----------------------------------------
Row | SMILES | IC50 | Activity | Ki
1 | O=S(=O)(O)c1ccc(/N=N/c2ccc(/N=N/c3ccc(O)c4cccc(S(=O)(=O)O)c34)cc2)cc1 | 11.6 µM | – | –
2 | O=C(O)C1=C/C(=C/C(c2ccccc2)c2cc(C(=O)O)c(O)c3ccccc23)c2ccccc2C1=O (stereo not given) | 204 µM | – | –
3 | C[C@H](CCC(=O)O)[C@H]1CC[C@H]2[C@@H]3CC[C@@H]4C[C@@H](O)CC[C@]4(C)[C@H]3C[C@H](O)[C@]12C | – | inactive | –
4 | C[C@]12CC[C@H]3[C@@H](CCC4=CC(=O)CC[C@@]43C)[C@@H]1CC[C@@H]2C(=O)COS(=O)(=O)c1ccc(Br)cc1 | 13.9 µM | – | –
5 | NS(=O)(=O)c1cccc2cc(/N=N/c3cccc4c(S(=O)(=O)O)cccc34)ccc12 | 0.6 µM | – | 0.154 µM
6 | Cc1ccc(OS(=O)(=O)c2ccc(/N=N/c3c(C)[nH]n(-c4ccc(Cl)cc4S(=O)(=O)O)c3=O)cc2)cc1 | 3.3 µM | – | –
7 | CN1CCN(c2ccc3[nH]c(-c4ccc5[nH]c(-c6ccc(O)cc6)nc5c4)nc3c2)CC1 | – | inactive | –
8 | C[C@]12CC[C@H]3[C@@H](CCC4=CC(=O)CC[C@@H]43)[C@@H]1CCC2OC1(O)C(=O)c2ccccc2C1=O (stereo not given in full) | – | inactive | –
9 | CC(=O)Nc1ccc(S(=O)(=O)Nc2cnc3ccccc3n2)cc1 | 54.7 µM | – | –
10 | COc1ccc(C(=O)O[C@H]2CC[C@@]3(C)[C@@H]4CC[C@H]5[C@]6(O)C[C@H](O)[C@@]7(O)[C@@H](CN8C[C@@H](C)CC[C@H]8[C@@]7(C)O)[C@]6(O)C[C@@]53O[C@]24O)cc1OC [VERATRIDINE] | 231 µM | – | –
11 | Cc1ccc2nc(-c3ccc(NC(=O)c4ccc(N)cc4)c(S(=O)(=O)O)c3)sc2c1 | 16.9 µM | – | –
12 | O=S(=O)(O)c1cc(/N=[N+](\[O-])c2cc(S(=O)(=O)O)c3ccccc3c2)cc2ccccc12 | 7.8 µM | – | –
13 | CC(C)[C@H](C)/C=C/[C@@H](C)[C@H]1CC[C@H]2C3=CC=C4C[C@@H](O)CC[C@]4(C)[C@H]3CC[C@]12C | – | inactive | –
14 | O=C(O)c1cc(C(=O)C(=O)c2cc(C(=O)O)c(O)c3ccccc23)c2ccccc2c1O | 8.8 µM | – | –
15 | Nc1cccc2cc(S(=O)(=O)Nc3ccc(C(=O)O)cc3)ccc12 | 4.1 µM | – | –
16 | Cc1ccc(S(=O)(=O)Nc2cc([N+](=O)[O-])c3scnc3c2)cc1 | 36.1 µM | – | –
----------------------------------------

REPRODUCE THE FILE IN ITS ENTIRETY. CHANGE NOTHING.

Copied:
Row | SMILES | IC50 | Activity | Ki
1 | O=S(=O)(O)c1ccc(/N=N/c2ccc(/N=N/c3ccc(O)c4cccc(S(=O)(=O)O)c34)cc2)cc1 | 11.6 µM | – | –
2 | O=C(O)C1=C/C(=C/C(c2ccccc2)c2cc(C(=O)O)c(O)c3ccccc23)c2ccccc2C1=O (stereo not given) | 204 µM | – | –
3 | C[C@H](CCC(=O)O)[C@H]1CC[C@H]2[C@@H]3CC[C@@H]4C[C@@H](O)CC[C@]4(C)[C@H]3C[C@H](O)[C@]12C | – | inactive | –
4 | C[C@]12CC[C@H]3[C@@H](CCC4=CC(=O)CC[C@@]43C)[C@@H]1CC[C@@H]2C(=O)COS(=O)(=O)c1ccc(Br)cc1 | 13.9 µM | – | –
5 | NS(=O)(=O)c1cccc2cc(/N=N/c3cccc4c(S(=O)(=O)O)cccc34)ccc12 | 0.6 µM | – | 0.154 µM
6 | Cc1ccc(OS(=O)(=O)c2ccc(/N=N/c3c(C)[nH]n(-c4ccc(Cl)cc4S(=O)(=O)O)c3=O)cc2)cc1 | 3.3 µM | – | –
7 | CN1CCN(c2ccc3[nH]c(-c4ccc5[nH]c(-c6ccc(O)cc6)nc5c4)nc3c2)CC1 | – | inactive | –
8 | C[C@]12CC[C@H]3[C@@H](CCC4=CC(=O)CC[C@@H]43)[C@@H]1CCC2OC1(O)C(=O)c2ccccc2C1=O (stereo not given in full) | – | inactive | –
9 | CC(=O)Nc1ccc(S(=O)(=O)Nc2cnc3ccccc3n2)cc1 | 54.7 µM | – | –
10 | COc1ccc(C(=O)O[C@H]2CC[C@@]3(C)[C@@H]4CC[C@H]5[C@]6(O)C[C@H](O)[C@@]7(O)[C@@H](CN8C[C@@H](C)CC[C@H]8[C@@]7(C)O)[C@]6(O)C[C@@]53O[C@]24O)cc1OC [VERATRIDINE] | 231 µM | – | –
11 | Cc1ccc2nc(-c3ccc(NC(=O)c4ccc(N)cc4)c(S(=O)(=O)O)c3)sc2c1 | 16.9 µM | – | –
12 | O=S(=O)(O)c1cc(/N=[N+](\[O-])c2cc(S(=O)(=O)O)c3ccccc3c2)cc2ccccc12 | 7.8 µM | – | –
13 | CC(C)[C@H](C)/C=C/[C@@H](C)[C@H]1CC[C@H]2C3=CC=C4C[C@@H](O)CC[C@]4(C)[C@H]3CC[C@]12C | – | inactive | –
14 | O=C(O)c1cc(C(=O)C(=O)c2cc(C(=O)O)c(O)c3ccccc23)c2ccccc2c1O | 8.8 µM | – | –
15 | Nc1cccc2cc(S(=O)(=O)Nc3ccc(C(=O)O)cc3)ccc12 | 4.1 µM | – | –
16 | Cc1ccc(S(=O)(=O)Nc2cc([N+](=O)[O-])c3scnc3c2)cc1 | 36.1 µM | – | –